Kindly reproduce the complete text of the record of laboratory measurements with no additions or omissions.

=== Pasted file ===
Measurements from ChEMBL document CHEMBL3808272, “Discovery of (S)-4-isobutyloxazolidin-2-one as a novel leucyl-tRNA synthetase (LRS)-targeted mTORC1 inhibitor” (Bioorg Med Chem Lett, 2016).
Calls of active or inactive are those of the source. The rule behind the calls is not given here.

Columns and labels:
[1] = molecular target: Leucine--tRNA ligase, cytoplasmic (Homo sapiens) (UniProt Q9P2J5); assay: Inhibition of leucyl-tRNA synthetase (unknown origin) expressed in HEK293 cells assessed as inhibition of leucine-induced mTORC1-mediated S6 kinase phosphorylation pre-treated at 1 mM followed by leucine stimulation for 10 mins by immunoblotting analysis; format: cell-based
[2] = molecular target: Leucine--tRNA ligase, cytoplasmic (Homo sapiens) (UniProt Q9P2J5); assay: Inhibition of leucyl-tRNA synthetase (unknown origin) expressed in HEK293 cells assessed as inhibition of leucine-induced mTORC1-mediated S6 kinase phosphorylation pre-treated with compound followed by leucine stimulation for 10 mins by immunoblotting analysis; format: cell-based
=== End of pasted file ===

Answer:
Measurements from ChEMBL document CHEMBL3808272, “Discovery of (S)-4-isobutyloxazolidin-2-one as a novel leucyl-tRNA synthetase (LRS)-targeted mTORC1 inhibitor” (Bioorg Med Chem Lett, 2016).
Calls of active or inactive are those of the source. The rule behind the calls is not given here.

Columns and labels:
[1] = molecular target: Leucine--tRNA ligase, cytoplasmic (Homo sapiens) (UniProt Q9P2J5); assay: Inhibition of leucyl-tRNA synthetase (unknown origin) expressed in HEK293 cells assessed as inhibition of leucine-induced mTORC1-mediated S6 kinase phosphorylation pre-treated at 1 mM followed by leucine stimulation for 10 mins by immunoblotting analysis; format: cell-based
[2] = molecular target: Leucine--tRNA ligase, cytoplasmic (Homo sapiens) (UniProt Q9P2J5); assay: Inhibition of leucyl-tRNA synthetase (unknown origin) expressed in HEK293 cells assessed as inhibition of leucine-induced mTORC1-mediated S6 kinase phosphorylation pre-treated with compound followed by leucine stimulation for 10 mins by immunoblotting analysis; format: cell-based